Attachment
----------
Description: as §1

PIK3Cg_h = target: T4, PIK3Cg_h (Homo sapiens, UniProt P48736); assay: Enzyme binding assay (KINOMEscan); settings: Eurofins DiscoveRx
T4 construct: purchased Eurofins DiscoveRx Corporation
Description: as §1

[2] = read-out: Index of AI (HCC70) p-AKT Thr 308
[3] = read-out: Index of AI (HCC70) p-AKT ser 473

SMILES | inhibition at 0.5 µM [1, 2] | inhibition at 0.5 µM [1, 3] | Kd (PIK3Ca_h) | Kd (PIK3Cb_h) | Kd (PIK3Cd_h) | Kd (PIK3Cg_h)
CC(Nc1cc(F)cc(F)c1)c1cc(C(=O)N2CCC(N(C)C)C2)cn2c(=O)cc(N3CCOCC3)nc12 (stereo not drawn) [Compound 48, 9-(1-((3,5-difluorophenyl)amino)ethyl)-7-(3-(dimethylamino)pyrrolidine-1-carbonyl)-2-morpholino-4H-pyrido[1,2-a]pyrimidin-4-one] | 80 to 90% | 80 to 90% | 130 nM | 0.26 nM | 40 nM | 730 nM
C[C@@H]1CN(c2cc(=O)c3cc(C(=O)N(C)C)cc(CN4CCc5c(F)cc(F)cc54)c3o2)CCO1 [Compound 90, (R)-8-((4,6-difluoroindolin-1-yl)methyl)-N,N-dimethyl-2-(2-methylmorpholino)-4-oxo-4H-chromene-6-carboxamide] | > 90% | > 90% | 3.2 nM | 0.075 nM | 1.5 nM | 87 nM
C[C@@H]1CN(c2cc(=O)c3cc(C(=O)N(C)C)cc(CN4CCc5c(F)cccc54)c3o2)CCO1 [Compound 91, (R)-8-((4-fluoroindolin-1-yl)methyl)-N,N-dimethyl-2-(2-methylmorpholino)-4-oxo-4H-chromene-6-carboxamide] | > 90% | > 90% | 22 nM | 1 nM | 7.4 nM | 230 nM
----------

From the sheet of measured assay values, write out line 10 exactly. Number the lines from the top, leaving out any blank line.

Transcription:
C[C@@H]1CN(c2cc(=O)c3cc(C(=O)N(C)C)cc(CN4CCc5c(F)cccc54)c3o2)CCO1 [Compound 91, (R)-8-((4-fluoroindolin-1-yl)methyl)-N,N-dimethyl-2-(2-methylmorpholino)-4-oxo-4H-chromene-6-carboxamide] | > 90% | > 90% | 22 nM | 1 nM | 7.4 nM | 230 nM